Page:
An evening slowly set to laying blue across the city. I was walking all alone, and in the growing shade the sounds of traffic mingled with the bated hum that fell like vapor down from building’s tops where heaters swallowed air and belched exhaust. Memories of nights at home, of how the moonlight dampens noise as if the darker air is thicker, too, began to slip like threads within my mind–tenuous at first, but gaining favor as the light resigned to make the sharper lines of things a bit more soft. A man approached me on the sidewalk, asked if I’d a pound to spare.
Scattered planes of light began to blink into existence, conspicuous against the glassy shadows of the architecture framing them. The people inside twisted shut their blinds or slid their curtains closed, worried, maybe, that down here on the streets an eye might stray. Though I’m inclined to think it much the opposite: that dimming streets afforded not the taintless views that they’d inclined. A pound to spare.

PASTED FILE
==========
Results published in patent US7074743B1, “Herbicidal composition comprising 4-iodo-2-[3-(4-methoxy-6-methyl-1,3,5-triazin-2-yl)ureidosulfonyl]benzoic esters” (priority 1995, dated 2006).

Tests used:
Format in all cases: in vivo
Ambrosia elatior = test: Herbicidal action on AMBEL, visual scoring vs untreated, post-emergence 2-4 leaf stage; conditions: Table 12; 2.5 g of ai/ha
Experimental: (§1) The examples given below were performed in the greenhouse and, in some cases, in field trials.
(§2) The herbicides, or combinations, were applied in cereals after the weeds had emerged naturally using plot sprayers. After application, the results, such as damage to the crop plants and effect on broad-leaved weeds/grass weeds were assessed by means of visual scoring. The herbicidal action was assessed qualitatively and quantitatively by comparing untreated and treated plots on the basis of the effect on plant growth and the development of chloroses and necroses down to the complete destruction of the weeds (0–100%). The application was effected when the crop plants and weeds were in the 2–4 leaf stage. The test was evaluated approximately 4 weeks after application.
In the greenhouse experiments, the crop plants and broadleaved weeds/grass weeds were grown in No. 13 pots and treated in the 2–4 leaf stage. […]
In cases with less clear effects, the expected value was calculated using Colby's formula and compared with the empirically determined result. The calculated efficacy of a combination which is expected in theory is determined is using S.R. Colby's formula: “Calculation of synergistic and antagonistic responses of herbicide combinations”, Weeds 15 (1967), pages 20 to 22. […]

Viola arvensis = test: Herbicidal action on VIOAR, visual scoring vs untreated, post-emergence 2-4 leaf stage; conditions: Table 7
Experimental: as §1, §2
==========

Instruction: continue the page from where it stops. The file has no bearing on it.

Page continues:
Several thousand miles away my mother fed a large and aging dog who I love dearly. I phoned her in the evenings just to see how they’d been getting on, and usually she’d hold the phone for him so that his rapid breaths could crackle in the speaker. He didn’t understand me, but I’d plainly ask him how his day had been, what he’d done while I was gone and if, by chance, he’d cleaned the house. His breath would tell me no.
On the sidewalk there in London, early spring and verging stormy weather every instant, I held the coins inside my pockets so their heedless noise might break a bit less sharply in the muslin evening falling grey and free and futile. A song for every memory in dusky hours. Some of them are soft, some of them the blue is deep and some so pale they barely have a grain. And it was memory, the voice I’d heard implore me for some change. A simple memory to pass like so much doubt and walk away. And I suppose but for scenery they render all the same.